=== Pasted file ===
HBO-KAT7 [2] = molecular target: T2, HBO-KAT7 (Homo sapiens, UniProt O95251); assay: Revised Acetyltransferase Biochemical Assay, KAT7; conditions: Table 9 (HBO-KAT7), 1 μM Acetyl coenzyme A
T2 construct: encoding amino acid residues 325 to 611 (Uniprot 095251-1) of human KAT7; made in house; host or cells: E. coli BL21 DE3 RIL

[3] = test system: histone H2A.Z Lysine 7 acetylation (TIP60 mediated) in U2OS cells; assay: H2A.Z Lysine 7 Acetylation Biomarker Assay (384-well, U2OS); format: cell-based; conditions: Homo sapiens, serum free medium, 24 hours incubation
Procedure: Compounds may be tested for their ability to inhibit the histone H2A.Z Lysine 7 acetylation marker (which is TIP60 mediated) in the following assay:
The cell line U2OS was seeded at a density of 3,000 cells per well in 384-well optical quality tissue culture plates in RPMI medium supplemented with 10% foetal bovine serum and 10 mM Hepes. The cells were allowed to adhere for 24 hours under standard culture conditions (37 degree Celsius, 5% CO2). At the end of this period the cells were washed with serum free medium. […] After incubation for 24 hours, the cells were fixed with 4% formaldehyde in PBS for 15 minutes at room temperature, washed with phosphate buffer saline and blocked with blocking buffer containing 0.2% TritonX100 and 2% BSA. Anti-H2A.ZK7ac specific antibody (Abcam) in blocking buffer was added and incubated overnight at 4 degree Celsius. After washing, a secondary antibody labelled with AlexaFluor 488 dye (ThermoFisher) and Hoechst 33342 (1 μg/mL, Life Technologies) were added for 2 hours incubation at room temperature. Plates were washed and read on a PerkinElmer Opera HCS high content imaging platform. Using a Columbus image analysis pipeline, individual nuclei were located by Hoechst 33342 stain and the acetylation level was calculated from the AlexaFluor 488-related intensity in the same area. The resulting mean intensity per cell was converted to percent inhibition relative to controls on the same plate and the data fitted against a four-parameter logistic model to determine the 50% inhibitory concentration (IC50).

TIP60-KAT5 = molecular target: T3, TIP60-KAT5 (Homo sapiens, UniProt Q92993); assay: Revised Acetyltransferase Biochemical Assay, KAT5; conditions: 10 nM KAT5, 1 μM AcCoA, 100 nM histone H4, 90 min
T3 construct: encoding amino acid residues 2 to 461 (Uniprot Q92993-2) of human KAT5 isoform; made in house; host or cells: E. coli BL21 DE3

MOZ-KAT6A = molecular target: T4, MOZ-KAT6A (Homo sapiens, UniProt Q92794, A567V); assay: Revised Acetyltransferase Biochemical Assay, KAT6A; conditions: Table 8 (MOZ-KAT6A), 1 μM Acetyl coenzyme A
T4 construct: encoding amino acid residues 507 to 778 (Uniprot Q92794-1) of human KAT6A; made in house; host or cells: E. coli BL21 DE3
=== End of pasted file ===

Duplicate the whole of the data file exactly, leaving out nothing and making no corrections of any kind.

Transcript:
HBO-KAT7 [2] = molecular target: T2, HBO-KAT7 (Homo sapiens, UniProt O95251); assay: Revised Acetyltransferase Biochemical Assay, KAT7; conditions: Table 9 (HBO-KAT7), 1 μM Acetyl coenzyme A
T2 construct: encoding amino acid residues 325 to 611 (Uniprot 095251-1) of human KAT7; made in house; host or cells: E. coli BL21 DE3 RIL

[3] = test system: histone H2A.Z Lysine 7 acetylation (TIP60 mediated) in U2OS cells; assay: H2A.Z Lysine 7 Acetylation Biomarker Assay (384-well, U2OS); format: cell-based; conditions: Homo sapiens, serum free medium, 24 hours incubation
Procedure: Compounds may be tested for their ability to inhibit the histone H2A.Z Lysine 7 acetylation marker (which is TIP60 mediated) in the following assay:
The cell line U2OS was seeded at a density of 3,000 cells per well in 384-well optical quality tissue culture plates in RPMI medium supplemented with 10% foetal bovine serum and 10 mM Hepes. The cells were allowed to adhere for 24 hours under standard culture conditions (37 degree Celsius, 5% CO2). At the end of this period the cells were washed with serum free medium. […] After incubation for 24 hours, the cells were fixed with 4% formaldehyde in PBS for 15 minutes at room temperature, washed with phosphate buffer saline and blocked with blocking buffer containing 0.2% TritonX100 and 2% BSA. Anti-H2A.ZK7ac specific antibody (Abcam) in blocking buffer was added and incubated overnight at 4 degree Celsius. After washing, a secondary antibody labelled with AlexaFluor 488 dye (ThermoFisher) and Hoechst 33342 (1 μg/mL, Life Technologies) were added for 2 hours incubation at room temperature. Plates were washed and read on a PerkinElmer Opera HCS high content imaging platform. Using a Columbus image analysis pipeline, individual nuclei were located by Hoechst 33342 stain and the acetylation level was calculated from the AlexaFluor 488-related intensity in the same area. The resulting mean intensity per cell was converted to percent inhibition relative to controls on the same plate and the data fitted against a four-parameter logistic model to determine the 50% inhibitory concentration (IC50).

TIP60-KAT5 = molecular target: T3, TIP60-KAT5 (Homo sapiens, UniProt Q92993); assay: Revised Acetyltransferase Biochemical Assay, KAT5; conditions: 10 nM KAT5, 1 μM AcCoA, 100 nM histone H4, 90 min
T3 construct: encoding amino acid residues 2 to 461 (Uniprot Q92993-2) of human KAT5 isoform; made in house; host or cells: E. coli BL21 DE3

MOZ-KAT6A = molecular target: T4, MOZ-KAT6A (Homo sapiens, UniProt Q92794, A567V); assay: Revised Acetyltransferase Biochemical Assay, KAT6A; conditions: Table 8 (MOZ-KAT6A), 1 μM Acetyl coenzyme A
T4 construct: encoding amino acid residues 507 to 778 (Uniprot Q92794-1) of human KAT6A; made in house; host or cells: E. coli BL21 DE3